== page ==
Archbishop of New York Compares Marriage Equality Law to China’s One-Child Policy and Other “Communiques”


I am always struck by how those who seek and work actively to limit the rights and freedoms of groups of people based on race, class, sex, gender or sexual orientation somehow always see themselves as the victims. 

You know the drill: If we say religious symbols don’t belong on government property because our country was founded on separation of church and state, fundamentalist Christians claim we are discriminating against them by not forcing a uniform religious standard on everyone in the public square.  If we insist that pharmacists actually do the job for which they are trained and dispense medications according to prescriptions written by actual doctors, we are discriminating against their “rights” to deny women access to contraception, irrespective of whether medical priorities, and family and religious values (of other origins!) suggest otherwise. If we strive to ensure that each person in this society can exercise their rights to marriage irrespective of sex or sexual orientation, we are forcing religious institutions to act against their beliefs, even though no law insists that religious institutions be forced to marry anyone, as evidenced by the fact, for example, that both priests and rabbis can still refuse to marry interfaith couples and Catholic priests can refuse to marry those who’ve been divorced.

Apparently its not enough to live in a free society in which people of different religious and moral traditions can practice their faith, and people with intelligence, ethics and morals can make decisions different from their neighbors. Nope: There is a primal need apparently to impose your own “right way” on everyone else.

Now, as efforts to pass a marriage equality law in New York continue, Archbishop Timothy Dolan has come up with a new twist on the argument. According to Dolan, ensuring that all people can legally marry irrespective of sexual orientation is tantamount to efforts by dictators in China and North Korea to “dictate the size of families, who lives and who dies, and what the very definition of “family” and “marriage” means.””

This is yet another stealth argument. Because, in fact, it is the Archbishop and the institutional Catholic Church hierarchy (and the fundamentalist religious right of every persuasion) that seeks to dictate who can marry whom, the definition of marriage and family, and the size of families.  They are discriminating against other people, but claim to be “discriminated against.” By opposing marriage equality, for example, the religious right seeks to dictate–and yes I mean dictate–who can and can not marry. It’s not about who is married in a religious ceremony–which is optional in any case–it is about who can get married legally, period.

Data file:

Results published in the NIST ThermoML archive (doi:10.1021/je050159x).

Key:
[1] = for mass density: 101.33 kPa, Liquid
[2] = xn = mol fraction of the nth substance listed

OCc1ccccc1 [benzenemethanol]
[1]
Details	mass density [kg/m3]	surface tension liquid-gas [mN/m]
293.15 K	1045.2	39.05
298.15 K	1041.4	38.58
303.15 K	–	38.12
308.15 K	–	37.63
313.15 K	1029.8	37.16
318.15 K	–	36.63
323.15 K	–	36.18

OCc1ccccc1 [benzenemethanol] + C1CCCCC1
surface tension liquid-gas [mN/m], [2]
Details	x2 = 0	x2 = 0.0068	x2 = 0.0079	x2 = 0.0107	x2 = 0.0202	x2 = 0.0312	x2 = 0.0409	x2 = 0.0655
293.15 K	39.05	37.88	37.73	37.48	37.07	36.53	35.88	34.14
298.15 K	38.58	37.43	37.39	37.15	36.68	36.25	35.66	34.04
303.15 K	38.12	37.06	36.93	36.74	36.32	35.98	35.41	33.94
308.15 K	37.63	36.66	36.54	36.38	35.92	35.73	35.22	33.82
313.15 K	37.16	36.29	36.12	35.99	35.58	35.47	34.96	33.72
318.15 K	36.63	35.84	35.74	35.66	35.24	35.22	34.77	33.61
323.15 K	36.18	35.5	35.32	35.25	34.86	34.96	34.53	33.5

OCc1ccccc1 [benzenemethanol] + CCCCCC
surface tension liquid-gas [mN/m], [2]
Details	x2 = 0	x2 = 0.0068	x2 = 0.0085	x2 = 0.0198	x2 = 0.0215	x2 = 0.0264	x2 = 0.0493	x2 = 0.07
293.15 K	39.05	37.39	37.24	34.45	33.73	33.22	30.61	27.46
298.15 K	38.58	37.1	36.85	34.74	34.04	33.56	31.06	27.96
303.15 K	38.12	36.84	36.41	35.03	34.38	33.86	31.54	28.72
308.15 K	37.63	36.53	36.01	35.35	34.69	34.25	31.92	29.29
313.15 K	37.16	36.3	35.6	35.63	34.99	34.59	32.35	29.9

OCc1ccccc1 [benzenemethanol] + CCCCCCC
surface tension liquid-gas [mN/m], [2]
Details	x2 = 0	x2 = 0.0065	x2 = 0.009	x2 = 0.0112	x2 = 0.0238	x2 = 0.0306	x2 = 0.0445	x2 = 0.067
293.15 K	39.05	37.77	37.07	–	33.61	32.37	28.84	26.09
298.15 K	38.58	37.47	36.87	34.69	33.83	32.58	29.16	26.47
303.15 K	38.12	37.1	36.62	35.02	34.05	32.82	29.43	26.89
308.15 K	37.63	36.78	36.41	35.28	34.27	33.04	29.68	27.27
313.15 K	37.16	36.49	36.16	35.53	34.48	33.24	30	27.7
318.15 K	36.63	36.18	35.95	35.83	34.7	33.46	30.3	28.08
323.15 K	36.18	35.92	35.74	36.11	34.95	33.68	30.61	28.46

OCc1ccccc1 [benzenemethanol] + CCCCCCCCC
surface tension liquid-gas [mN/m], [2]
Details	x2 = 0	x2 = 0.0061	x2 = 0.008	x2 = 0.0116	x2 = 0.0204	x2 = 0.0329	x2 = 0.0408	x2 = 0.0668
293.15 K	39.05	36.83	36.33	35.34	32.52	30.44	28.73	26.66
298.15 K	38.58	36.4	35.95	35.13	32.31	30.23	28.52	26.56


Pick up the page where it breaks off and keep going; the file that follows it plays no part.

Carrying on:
Similarly, the religious right seeks to dictate the size of families, using natural fertility as a yardstick, because in the absence of modern forms of birth control it is natural fertility which would prevail.  Of course, the Catholic Church and much of the religious right opposes birth control quite openly, not just for their own adherents, but for the entire population.  The so-called personhood movement, for example, is an effort to outlaw contraception, and thereby rely on natural fertility, miscarriage, stillbirth and the death of women in pregnancy and childbirth to shape the size of families and the population at large.

Similarly, in seeking growing market share in hospitals and fighting efforts to allow individuals and families to make medical decisions at the end of life, the religious right wants to be the arbiter of when you live and when you die. Your wishes, your family’s emotional well-being and your economic resources are, of course, irrelevant.

One one hand a country like China tells couples they can only have one child.  On the other hand, the Vatican and the religious right seek to tell you you are not allowed to plan how many children you have or whether you have children at all, and it also seeks to tell you whom you may or may not love and share your life with legally. Its out of your hands.  You have no rights. 

I fail to see the difference.

So let’s talk about dictatorships. Let’s talk about religious dictatorships and theocracies in which the power lies in the hands of ayatollahs U.S religious leaders who proclaim to know God so well, the rest of us don’t need any rights, don’t need to think and can’t stray from the “natural law” they espouse.  And those of us who disagree can be quickly sent off to re-education camps, like those programs to “make” gay people straight.

It’s sounding a lot like North Korea to me.

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  • edward-craig

    If the church wrer not combatting child abuse scandal in every diocese I  could take them at their word that these celibates knew what their diktats implied. It is obvious they don’t remotely suspect.